David Kirby and Robert F. Kennedy Jr. have tag teamed a pair of articles on the antivaccine friendly blog The Huffington Post. It’s no surprise that Kirby and Kennedy, both avid vaccine haters and “big pharma” conspiracy theorists, have chosen to dismiss the autism omnibus rulings as just another example of the secret vaccine court gaming the system for their pharmaceutical overlords. They directly imply that the vaccine court’s special masters are shills for “Big Pharma”, but then they double back and exploit a previous ruling that favors the arguments of the antivaccine fringe. There is a hypocritical double standard here that is so blatant that it barely deserves mentioning.
Last year, it was public knowledge that Bailey Banks, a 10 year old with “non autistic pervasive development delay” was awarded compensation because he was damaged by a vaccine. Children can be harmed by vaccines on rare occasions. That is why there is a court to compensate them.
We should put this in perspective, though. Vaccine haters are singling out singular examples of damaged children as propaganda tools to castigate one of the greatest medical discoveries of all time, our vaccines, which have cured numerous diseases and saved millions of lives. What if there was a group who demanded that seat belts be removed from all cars because they found a few instances where seat belts failed to save a life? How many people would die from preventable diseases if we were to eliminate the vaccine program? How many deaths would it take to justify this crusade to eliminate vaccines.
The antivaccine hive mind must be getting smarter because they are starting to anticipate the counter-arguments. They know that the vaccine court has never declared that vaccines cause autism. If I defend that truth, it looks like I’m dismissing the tragedy that happened to Bailey, but if I don’t defend the truth, they trick the public into believing that Bailey has autism. Yes, Bailey Banks has PDD (pervasive development delay) from an ADEM (acute disseminated encephalomyelitis), but he doesn’t have autism. The court ruling clearly states at the very top that Bailey had “Non-autistic pervasive developmental delay” (bold mine).
This is not a simple case. There was confusion among the doctors, disagreements of diagnoses, but there was a consensus that this child did not have autism:
Another pediatrician’s diagnosis noted that Bailey’s condition “seems to be a global developmental delay with autistic features as opposed to an actual autistic spectrum disorder.” Pet. Ex. 30 at 4.
Moving on to the alternative hypothesis/diagnosis of autism, Dr. Lopez distinguishes autism as a more generalized condition without a known etiology, and contrasted it to Bailey’s condition, which he says is clearly attributable to demyelination based on neuroimaging evidence. Tr. at 41-42.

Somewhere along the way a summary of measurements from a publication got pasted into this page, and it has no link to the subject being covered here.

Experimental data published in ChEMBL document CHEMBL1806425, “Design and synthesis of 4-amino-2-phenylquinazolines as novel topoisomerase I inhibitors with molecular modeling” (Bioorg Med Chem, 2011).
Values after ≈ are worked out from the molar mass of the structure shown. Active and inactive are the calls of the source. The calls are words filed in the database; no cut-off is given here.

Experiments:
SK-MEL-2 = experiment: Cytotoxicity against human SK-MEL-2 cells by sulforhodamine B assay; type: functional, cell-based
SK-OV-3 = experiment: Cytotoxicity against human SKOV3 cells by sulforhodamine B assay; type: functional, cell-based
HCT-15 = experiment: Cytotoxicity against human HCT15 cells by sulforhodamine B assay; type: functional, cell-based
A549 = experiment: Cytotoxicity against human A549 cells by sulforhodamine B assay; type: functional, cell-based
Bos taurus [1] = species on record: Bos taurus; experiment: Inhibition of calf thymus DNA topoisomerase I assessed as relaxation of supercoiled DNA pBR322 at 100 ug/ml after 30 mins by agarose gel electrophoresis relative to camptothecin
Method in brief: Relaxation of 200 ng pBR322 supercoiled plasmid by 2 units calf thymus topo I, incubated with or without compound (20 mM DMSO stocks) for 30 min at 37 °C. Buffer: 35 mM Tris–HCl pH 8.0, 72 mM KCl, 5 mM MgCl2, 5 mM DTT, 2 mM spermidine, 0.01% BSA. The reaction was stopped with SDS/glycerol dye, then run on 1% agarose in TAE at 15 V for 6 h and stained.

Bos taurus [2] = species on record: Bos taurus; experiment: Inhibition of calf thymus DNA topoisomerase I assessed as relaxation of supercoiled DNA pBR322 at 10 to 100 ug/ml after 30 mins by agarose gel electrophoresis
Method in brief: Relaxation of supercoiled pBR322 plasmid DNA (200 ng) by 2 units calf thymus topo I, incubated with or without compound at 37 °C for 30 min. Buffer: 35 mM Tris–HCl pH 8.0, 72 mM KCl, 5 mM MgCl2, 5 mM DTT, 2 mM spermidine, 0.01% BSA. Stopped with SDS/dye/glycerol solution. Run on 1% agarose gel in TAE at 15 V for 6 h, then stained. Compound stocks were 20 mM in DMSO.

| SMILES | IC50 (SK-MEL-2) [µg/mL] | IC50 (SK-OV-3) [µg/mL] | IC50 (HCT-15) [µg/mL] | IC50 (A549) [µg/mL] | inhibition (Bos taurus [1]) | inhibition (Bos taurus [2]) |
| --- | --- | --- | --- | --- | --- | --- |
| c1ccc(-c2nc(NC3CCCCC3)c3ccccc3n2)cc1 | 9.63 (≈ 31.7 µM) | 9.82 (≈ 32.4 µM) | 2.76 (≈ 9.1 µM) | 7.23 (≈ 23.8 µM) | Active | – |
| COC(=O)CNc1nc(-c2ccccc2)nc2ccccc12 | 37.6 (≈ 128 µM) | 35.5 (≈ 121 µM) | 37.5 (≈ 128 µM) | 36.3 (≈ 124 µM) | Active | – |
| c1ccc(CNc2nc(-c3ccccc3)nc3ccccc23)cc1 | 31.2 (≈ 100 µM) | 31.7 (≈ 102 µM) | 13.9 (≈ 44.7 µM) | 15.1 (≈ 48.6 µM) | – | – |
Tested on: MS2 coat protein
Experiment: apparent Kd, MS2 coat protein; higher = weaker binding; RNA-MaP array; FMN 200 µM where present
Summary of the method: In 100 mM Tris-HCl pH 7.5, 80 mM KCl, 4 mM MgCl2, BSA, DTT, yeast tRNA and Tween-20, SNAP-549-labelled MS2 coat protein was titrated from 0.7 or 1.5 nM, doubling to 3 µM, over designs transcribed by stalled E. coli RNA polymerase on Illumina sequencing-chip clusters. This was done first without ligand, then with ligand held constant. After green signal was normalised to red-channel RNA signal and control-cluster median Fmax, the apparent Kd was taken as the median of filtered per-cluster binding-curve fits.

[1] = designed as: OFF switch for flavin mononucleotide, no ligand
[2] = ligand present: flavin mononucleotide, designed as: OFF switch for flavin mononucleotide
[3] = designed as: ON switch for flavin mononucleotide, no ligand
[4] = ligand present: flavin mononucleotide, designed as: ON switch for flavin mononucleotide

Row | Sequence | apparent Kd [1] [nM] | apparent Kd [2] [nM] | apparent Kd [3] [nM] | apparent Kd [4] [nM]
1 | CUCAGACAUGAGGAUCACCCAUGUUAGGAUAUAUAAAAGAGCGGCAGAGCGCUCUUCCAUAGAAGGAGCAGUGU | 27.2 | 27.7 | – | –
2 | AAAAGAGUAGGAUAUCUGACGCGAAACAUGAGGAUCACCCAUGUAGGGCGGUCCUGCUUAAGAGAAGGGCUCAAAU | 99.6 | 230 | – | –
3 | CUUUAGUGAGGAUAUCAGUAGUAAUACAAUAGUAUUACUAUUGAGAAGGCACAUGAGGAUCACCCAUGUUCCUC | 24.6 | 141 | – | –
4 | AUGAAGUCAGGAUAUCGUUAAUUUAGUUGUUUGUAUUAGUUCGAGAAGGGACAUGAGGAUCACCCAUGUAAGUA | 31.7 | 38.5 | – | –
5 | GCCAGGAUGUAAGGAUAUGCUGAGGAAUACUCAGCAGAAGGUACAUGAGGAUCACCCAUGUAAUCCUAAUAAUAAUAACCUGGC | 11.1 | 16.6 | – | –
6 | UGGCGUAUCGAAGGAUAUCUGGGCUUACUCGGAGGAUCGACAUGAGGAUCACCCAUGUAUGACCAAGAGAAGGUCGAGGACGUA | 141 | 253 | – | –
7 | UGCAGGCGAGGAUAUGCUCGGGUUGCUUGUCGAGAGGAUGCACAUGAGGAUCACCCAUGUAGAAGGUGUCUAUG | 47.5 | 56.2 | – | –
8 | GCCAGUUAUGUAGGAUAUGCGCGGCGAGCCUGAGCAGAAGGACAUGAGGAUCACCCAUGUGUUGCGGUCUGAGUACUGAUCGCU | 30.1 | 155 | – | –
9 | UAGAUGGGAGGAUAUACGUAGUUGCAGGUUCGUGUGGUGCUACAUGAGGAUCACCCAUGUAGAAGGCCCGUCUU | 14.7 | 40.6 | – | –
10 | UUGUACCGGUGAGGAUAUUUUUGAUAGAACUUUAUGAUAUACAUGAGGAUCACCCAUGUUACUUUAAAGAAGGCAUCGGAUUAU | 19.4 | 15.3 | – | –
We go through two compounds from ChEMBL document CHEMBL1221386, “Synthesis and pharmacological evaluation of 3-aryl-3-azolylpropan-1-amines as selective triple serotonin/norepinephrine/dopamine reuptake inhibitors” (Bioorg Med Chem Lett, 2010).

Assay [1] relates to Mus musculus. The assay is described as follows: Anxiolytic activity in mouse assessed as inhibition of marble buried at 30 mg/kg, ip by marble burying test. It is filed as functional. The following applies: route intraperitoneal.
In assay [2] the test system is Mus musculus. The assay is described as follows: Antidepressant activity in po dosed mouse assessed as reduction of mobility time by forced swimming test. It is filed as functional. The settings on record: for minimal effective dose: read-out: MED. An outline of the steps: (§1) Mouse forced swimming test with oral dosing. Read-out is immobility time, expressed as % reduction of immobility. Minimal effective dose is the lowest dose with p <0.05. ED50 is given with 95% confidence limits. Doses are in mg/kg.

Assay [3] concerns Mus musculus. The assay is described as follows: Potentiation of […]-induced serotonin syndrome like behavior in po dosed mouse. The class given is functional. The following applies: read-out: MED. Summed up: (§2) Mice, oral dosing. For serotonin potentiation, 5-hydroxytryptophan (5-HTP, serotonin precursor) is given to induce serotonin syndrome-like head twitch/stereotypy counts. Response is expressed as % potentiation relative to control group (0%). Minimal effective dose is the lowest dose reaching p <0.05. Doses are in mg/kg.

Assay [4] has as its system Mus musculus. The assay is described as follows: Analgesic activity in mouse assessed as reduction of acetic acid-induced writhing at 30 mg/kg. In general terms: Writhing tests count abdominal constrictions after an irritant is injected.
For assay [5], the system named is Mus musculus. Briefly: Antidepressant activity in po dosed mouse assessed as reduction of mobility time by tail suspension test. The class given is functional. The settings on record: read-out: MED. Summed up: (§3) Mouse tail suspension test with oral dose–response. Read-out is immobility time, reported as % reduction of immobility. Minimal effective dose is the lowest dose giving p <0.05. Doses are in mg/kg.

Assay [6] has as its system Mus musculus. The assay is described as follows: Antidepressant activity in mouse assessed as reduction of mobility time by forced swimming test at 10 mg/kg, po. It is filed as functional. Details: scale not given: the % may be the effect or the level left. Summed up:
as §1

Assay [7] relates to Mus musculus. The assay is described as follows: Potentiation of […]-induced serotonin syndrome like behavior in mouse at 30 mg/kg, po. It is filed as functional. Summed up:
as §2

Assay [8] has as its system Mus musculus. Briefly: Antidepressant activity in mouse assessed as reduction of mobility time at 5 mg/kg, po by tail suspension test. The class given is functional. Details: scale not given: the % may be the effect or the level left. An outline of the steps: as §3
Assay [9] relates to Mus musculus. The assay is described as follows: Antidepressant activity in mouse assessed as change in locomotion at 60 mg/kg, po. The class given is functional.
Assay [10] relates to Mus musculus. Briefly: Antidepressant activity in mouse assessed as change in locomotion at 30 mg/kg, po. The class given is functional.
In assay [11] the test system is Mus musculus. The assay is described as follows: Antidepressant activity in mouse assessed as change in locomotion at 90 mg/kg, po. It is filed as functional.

Dr. Lopez also differentiated Bailey’s condition from autism, because Bailey has been affected in more than one developmental skill area; he clarified by stating that Bailey has “induced pervasive developmental delay…due to ADEM.” Tr. at 32. He noted that the conflation of designations resulted from a medical convention created for the sake of explanation to laymen, but that the two are not properly interchangeable, but actually quite distinct. Id. Speaking more directly, Dr. Lopez stated that “Bailey does not have autism because he has a reason for his deficits.” Tr. at 42.
I can find no literature relating ADEM to autism or pervasive developmental disorder, and by its nature ADEM is a primary demyelinating disorder of the nervous system….PDD is a problem with the neurons, not the white matter of the brain, so it doesn’t make sense that autistic children would have had a demyelinating disorder before. In fact, MRI scans [that] have been done repeatedly in children with PDD/autism don’t show demyelination, so there is no connection. Even if one believes the child has ADEM, there is no connection to the diagnosis of PDD.
So, how did “Non-autistic” turn into this:
Do you see the bracketed “pdd [autism]”? Funny, how “non autistic pdd” became “[autism]” when Jenny McCarthy put out the above advertisement. Did she think nobody would notice?
The frustrating part is that she will fool people, as she has done numerous times before. But, how desperate do you have to be to wedge your autism “big pharma” nutball conspiracy into a singular example of one boy’s unfortunate experience? It’s absurd and desperate.
Just what are they trying to prove? At this point, I think that Jenny, David, and Robert are all trying to validate the investment of time and energy that they wasted on a conspiracy theory that any scholar or scientist could have told them was complete nonsense.